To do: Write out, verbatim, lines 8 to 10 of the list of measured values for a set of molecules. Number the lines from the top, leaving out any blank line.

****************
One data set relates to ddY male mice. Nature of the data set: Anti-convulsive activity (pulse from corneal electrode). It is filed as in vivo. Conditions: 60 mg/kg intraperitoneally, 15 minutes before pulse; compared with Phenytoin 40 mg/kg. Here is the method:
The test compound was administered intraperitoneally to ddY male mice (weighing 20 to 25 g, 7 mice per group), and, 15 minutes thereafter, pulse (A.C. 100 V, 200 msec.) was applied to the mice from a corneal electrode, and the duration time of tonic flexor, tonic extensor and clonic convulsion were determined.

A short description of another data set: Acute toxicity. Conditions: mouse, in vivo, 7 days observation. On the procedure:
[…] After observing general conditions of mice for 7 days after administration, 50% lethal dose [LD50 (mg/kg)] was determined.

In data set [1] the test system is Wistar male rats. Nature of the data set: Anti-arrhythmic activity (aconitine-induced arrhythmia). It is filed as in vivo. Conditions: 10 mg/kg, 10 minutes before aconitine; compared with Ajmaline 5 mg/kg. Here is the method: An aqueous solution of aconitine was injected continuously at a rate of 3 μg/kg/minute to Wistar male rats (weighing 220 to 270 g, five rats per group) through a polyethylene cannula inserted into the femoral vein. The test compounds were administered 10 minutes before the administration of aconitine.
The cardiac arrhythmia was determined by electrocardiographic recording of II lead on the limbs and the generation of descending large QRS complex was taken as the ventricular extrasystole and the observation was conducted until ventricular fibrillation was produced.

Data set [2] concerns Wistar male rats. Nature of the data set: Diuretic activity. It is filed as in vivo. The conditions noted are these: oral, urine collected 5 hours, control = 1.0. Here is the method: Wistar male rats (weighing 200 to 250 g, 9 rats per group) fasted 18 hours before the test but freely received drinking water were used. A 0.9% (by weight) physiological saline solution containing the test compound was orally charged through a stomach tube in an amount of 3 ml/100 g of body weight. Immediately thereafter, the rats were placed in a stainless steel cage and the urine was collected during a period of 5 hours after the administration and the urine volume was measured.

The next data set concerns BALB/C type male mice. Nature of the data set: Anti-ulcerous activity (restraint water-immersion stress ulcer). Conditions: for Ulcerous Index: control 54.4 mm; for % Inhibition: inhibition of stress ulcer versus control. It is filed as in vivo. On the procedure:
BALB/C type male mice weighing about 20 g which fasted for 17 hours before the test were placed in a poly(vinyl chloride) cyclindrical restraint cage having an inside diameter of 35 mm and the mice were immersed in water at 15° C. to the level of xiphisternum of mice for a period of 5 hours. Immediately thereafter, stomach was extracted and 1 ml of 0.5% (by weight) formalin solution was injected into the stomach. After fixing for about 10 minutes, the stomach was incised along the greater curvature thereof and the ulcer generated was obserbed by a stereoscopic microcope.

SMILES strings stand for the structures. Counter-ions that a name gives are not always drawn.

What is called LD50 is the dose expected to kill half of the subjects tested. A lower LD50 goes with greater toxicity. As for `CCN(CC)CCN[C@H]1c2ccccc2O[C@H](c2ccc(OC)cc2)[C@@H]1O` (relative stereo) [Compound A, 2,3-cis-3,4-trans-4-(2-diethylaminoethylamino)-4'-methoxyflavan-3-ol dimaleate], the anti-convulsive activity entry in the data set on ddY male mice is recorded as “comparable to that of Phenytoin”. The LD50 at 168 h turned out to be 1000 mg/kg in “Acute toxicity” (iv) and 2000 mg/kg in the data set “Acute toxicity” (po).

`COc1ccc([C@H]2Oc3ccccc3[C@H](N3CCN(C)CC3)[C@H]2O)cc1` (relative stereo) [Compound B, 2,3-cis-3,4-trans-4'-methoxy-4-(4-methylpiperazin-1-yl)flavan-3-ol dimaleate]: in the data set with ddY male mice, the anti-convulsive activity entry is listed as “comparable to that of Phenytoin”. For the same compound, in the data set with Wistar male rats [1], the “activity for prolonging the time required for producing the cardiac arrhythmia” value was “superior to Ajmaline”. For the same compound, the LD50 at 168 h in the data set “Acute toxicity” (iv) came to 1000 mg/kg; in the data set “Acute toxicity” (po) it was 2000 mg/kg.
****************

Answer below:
The next data set concerns BALB/C type male mice. Nature of the data set: Anti-ulcerous activity (restraint water-immersion stress ulcer). Conditions: for Ulcerous Index: control 54.4 mm; for % Inhibition: inhibition of stress ulcer versus control. It is filed as in vivo. On the procedure:
BALB/C type male mice weighing about 20 g which fasted for 17 hours before the test were placed in a poly(vinyl chloride) cyclindrical restraint cage having an inside diameter of 35 mm and the mice were immersed in water at 15° C. to the level of xiphisternum of mice for a period of 5 hours. Immediately thereafter, stomach was extracted and 1 ml of 0.5% (by weight) formalin solution was injected into the stomach. After fixing for about 10 minutes, the stomach was incised along the greater curvature thereof and the ulcer generated was obserbed by a stereoscopic microcope.

SMILES strings stand for the structures. Counter-ions that a name gives are not always drawn.